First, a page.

CASE REPORTS: We report a case series of progressive and refractory presumed ACEI-induced angioedema that all improved in temporal association with administration of FFP, with a brief review of the literature. 

CONCLUSION: There was a temporal association between the administration of FFP and improvement in angioedema in seven cases of presumed ACEI-induced angioedema that were refractory to antihistamines, corticosteroids, and epinephrine. 

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10. Antipyretics neither slow nor hasten recovery process in children

Although children who were given fever-reducing antipyretic medications returned to normal body temperature four hours earlier, on average, than those without such drugs, the recovery time for both groups was the same, a review in the Journal of Pediatrics showed. Experts said that the findings show antipyretics do not slow the recovery process but that parents may be too willing to use them without evidence of much benefit. 

11. Prevalence and Clinical Importance of Alternative Causes of Symptoms Using a Renal Colic CT Protocol in Patients With Flank or Back Pain and Absence of Pyuria

Moore CL, et al. Acad Emerg Med. 2013;20:470-478.  

Objectives: The study was undertaken to determine the prevalence and clinical importance of alternative causes of symptoms discovered in patients undergoing flank pain protocol (FPP) computed tomography (CT) scans in patients with classic symptoms of kidney stone (flank pain, back pain, or both) without evidence of urine infection. 

Methods: This was a retrospective observational analysis of all adult patients undergoing FPP CT scans at two emergency departments (EDs) between April 2005 and November 2010. All CTs (N = 5,383) were reviewed and categorized as “no cause of symptoms seen on CT,” “ureteral stone as cause of symptoms,” or “non–kidney stone cause of symptoms.” Non–kidney stone scans were further categorized as “acutely important,” “follow-up recommended,” or “unimportant cause,” based on a priori diagnostic classifications. All nonstone causes of pain and a random subset of subjects (n = 1,843; 34%) underwent full record review blinded to CT categorization to determine demographics, whether flank and/or back pain was present, and whether there was objective evidence of pyuria.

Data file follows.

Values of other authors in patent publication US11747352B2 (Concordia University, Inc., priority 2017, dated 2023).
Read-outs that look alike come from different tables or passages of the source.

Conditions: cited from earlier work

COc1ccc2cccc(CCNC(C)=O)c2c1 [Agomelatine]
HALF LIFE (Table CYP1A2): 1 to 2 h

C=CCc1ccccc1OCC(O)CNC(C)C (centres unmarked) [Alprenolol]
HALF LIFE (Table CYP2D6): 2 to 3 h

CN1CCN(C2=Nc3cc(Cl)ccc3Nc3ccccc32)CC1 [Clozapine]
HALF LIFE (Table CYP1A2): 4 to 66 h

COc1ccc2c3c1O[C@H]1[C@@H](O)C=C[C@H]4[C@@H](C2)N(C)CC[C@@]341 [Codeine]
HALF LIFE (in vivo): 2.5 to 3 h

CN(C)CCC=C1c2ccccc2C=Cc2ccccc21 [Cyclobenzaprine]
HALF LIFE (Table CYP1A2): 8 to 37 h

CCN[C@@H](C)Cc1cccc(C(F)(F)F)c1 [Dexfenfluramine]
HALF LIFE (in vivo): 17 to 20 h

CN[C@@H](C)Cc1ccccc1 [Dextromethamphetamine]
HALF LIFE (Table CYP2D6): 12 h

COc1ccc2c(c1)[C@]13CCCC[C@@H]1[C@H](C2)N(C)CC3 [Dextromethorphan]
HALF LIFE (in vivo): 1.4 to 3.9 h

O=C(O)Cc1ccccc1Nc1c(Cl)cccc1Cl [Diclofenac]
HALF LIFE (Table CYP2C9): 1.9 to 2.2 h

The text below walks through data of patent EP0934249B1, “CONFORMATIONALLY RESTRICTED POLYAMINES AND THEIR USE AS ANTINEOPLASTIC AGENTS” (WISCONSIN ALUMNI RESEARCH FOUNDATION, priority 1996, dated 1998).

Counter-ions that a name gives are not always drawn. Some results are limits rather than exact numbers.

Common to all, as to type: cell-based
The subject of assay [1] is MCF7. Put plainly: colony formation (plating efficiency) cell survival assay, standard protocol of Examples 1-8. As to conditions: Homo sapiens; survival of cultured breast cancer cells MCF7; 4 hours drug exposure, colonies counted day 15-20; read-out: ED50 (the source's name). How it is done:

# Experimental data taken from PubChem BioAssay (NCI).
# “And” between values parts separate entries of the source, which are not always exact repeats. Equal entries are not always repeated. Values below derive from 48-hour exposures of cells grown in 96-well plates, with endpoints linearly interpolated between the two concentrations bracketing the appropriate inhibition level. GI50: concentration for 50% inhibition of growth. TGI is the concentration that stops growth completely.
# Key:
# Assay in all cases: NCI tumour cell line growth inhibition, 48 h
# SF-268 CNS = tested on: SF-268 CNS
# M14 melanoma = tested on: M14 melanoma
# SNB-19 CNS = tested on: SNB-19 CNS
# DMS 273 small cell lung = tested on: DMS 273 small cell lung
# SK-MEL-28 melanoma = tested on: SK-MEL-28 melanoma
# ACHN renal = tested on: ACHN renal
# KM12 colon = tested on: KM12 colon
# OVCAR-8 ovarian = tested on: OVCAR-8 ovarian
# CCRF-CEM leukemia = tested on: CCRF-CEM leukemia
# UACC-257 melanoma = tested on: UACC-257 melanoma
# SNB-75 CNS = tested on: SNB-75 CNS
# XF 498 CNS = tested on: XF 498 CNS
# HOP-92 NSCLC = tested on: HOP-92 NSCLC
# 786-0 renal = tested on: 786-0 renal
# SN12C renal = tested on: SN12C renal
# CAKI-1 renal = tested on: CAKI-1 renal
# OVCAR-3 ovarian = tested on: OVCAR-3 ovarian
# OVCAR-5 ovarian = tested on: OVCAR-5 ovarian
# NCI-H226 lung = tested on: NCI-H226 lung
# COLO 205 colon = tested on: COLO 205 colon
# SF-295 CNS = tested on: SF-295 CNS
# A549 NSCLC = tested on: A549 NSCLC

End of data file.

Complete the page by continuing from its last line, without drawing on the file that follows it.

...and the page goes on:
Results: Of all FPP CT scans during the study period, a ureteral stone was found to cause symptoms in 47.7% of CTs, with no cause of symptoms found in 43.3% of CTs. A non–kidney stone diagnosis was found in 9.0% of all CTs, with 6.1% being categorized as “acutely important,” 2.2% as “follow-up recommended,” and 0.65% with symptoms from an “unimportant cause.” In the randomly selected subset undergoing full record review, categorizations were similar, with 49.0% of CTs showing kidney stone as cause of pain and 9.0% a non–kidney stone cause (5.9% “acutely important”). When subjects with evidence of urine infection or without flank or back pain were excluded, ureteral stone was identified as the cause of pain in 54.9% of CTs, while non–kidney stone cause of symptoms was found in 5.4% of scans and acutely important alternate causes in 2.8% of scans. 

Conclusions: While a non–kidney stone cause for a patient's symptoms are found in nearly 10% of CTs done using a FPP, acutely important findings occur in less than 3% of scans done in patients with flank or back pain and absence of pyuria. 

12. A descriptive study of myoclonus associated with etomidate procedural sedation in the ED

Yates AM, et al. Amer J Emerg Med. 2013;31:852-854. 

Background: Myoclonus is a well-recognized side effect of etomidate when given in induction doses for rapid sequence intubation. Most of the data reported on myoclonus with emergency department (ED) sedation doses are reported as a secondary finding. 

Study objectives: Our objective was to prospectively quantify the incidence and duration of myoclonus associated with the administration of etomidate in the lower doses given for procedural sedation in the ED.